Gaffney. S. C, and a number of others.
Every mill built on this plan lias been re
markably successful, having paid large
dividends to the stockholders. The most
conservative business men and capltalistsof
the Carollnas strongly advocate this sys
tem as of the greatest value to the South.
And at last a similar opportunity Is of
fered to Washington investors. The New
port News Cotton Manufacturing Company
lias been incorporated wltha capital stock of
5500,000, part or -widen will bo shortly
offered forsubscriptlonln Washington. The
807 Q street northwest.
IF TOtT WANT AT.T.. THE NEWS
HOT KHOMTHE WIHES MEADTHE
MOHNING AND EVENING TIMES.
THEY IXST ONLY FIFTY CENTS
A. MONTH: - -
SCHOOL 1EAR FAIRLY BEGUN
Introductory Leotures Delivered in
Several Law Colleges.
Corcoran Scientific Department Be
gins Its Twelfth Season With an
Address bj- "President Whitman.
The Corcoran Scientific School of the
Columbian Uiilvereity last evening held
opening exerclfes in the lecture hall, be
ginning its tweirih season.
Dr. Miiuroo Introduced Br. Whitman
and raid the faculty had been lucreMsed
from forlv-Ecvcii to firty-three, the courses
had been iucreaseil from twelve lo four
teen, K"ciul topics had been increased to
1!8, and the ili'iurtnicnl of Slavonic lan
guages had been added.
Dr. Whitman made a brief addrcrs, stat
ing that his liesl efforts would be put forth
for (he advance inent of the unlverfity.
l'rof. lloilgkius read nu address on
nalheinatics, and the part the science per
forms in Hie world's progress. Worthlug
tou C. Ford, elder of the Ilureau of Statis
tics, will deliver a public lecture at 4:30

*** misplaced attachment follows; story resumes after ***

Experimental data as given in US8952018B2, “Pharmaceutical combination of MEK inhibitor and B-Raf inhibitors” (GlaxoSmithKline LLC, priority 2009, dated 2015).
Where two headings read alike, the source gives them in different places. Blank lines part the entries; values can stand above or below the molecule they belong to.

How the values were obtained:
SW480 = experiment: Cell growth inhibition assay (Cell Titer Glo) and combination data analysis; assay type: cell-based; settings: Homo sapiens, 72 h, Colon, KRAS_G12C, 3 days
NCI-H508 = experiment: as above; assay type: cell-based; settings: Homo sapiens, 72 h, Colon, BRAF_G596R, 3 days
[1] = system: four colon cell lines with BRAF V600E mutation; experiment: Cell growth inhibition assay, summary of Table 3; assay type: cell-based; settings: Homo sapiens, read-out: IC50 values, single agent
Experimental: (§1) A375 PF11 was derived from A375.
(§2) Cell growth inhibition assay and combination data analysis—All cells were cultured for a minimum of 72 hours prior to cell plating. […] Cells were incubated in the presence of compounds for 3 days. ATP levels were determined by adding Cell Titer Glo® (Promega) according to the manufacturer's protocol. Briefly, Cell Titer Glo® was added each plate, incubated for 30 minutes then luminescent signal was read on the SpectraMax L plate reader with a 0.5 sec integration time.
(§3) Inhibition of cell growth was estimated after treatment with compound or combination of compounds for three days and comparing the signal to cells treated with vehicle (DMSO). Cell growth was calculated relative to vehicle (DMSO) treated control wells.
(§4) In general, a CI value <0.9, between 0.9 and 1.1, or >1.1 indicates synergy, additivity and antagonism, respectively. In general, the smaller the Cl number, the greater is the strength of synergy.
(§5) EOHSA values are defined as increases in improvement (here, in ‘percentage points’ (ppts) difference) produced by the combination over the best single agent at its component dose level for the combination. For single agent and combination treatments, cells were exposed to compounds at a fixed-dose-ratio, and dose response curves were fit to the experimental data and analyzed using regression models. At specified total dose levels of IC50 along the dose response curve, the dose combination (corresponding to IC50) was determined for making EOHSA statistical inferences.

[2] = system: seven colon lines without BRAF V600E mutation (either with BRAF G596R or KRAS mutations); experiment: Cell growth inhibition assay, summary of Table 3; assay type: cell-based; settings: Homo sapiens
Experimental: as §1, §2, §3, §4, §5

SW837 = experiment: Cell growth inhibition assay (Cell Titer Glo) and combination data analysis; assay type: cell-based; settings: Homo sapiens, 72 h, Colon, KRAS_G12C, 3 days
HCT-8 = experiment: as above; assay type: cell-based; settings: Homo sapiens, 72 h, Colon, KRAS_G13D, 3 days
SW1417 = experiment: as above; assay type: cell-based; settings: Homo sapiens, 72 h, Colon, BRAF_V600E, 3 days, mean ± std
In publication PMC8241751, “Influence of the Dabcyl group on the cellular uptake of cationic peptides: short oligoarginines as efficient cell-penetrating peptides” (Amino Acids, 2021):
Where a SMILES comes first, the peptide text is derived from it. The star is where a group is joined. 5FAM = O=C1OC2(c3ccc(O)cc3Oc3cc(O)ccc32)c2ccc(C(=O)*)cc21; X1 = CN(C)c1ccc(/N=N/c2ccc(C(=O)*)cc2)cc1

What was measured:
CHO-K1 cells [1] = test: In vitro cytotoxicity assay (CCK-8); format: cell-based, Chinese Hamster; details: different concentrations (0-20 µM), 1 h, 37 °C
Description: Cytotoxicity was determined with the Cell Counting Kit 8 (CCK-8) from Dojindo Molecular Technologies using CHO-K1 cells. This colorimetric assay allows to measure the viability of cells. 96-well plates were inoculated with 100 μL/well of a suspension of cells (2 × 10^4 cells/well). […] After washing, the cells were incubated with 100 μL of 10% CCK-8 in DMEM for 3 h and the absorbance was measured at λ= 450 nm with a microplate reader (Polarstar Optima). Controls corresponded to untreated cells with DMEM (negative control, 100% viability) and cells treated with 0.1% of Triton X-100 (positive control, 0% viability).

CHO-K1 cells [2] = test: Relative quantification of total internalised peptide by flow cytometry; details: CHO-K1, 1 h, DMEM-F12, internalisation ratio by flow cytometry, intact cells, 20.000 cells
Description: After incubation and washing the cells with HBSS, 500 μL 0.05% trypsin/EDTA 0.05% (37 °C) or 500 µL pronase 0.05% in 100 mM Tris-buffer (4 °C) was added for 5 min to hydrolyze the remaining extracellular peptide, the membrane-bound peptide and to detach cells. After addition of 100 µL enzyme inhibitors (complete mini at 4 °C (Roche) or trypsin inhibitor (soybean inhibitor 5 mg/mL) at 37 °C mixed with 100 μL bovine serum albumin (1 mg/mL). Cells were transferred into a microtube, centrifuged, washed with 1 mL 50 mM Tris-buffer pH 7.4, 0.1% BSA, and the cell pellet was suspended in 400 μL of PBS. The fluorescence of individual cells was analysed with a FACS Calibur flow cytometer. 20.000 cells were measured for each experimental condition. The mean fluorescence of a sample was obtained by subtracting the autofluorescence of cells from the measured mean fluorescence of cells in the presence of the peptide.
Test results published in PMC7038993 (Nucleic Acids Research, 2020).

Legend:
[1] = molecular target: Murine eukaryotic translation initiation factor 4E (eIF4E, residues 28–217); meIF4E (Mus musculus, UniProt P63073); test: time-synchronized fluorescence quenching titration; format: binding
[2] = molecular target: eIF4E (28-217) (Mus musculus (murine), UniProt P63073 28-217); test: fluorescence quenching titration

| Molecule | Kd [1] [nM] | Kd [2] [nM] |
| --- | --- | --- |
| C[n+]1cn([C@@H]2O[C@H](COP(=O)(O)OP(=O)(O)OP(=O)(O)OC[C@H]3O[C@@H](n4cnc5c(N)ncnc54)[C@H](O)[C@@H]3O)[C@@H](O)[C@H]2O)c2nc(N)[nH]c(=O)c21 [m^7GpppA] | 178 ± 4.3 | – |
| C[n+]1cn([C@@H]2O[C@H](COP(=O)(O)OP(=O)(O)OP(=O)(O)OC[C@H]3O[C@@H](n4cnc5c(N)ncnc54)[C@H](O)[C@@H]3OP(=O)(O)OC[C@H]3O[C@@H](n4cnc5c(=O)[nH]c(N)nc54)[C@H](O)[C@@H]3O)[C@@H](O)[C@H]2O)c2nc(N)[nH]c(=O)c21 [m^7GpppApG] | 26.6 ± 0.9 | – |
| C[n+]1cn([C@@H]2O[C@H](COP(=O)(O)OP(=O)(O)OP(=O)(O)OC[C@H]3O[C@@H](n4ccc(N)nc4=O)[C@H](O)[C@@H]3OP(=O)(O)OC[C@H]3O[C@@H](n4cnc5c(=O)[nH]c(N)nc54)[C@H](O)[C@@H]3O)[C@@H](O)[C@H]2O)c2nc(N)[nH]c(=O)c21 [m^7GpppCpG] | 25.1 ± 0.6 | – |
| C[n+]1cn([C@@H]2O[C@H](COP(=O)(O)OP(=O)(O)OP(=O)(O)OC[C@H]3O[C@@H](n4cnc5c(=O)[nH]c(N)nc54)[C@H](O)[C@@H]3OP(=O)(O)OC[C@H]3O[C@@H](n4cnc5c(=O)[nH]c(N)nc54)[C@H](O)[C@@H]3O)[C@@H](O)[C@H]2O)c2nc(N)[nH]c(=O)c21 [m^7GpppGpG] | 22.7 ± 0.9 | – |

p. m., October 8, uuicr the auspices ol
(he economic department. This will bo
the first of a ferii-, to be given on (hat
fubject by prominent men.
The introductory lecture at the oiening
of the law tchool of Georgetown Univers
ity at 0:311 o'clock l.ut evening exccesJeil
all precedents in point of attendance, (he
registration lieing grealer than any pre
Father itichards presides! and iiilrndticisl
Charles A. Douglass, who delivered the
firtt lecture of the course. At its'conclu
ticin brief addresses were made by Judge
Jere M. WiUon, Justices Morris and
Shepard, It. Itors Perry, J. J. Darlington
and T. A. Lambert.
The third annual courfc of lectures at the
National Homeopathic Medical College
was last evening op ned at No. i25 Masxa
cluiretts avenue. The building Is well
equipped for colh-giate purporcs. and the
lecliire-rooni lias a Seating cuiucity of
The Diiutoniau Blectrical IiiPtilute was
latt evening opened to a large class,
l'rof. C. A. Pardoe will deliver the first
regular lecture at 7 o'clock Friday even
ing. The Norwood Institute jestcrday held
opening exercises, at which Bishop Wil
iner. or Alabama, delivered an address aud
was follow cm! by Dr. Hamlin, of the Church
of the Covenant.
The Liuthlciim School will on next Mon
day evening begin itc twenty-fifth annual
term. The iii'titution is devoted to the
education of oor liojr. No tuition fee
is charged, and the course of instruction
embraces every branch that may be bene
ficial In preparing a noting man for a buel
As a free ifTght school, this Institution
has proven remarkably successful.
Mrs. .SI ill 1110 lis Then Took laiiidaiium.
But Will Hisi-over.
Mrs. Hatlle Simmons, 21 vcars old, of
No. 410 1-2 Sixth and a-halt tlnct south
east, attempted lo commit suicide alioul 0
o'clock jestcrday afternoon by taking
Mrs. Weckcr, tic woman's sister, callcel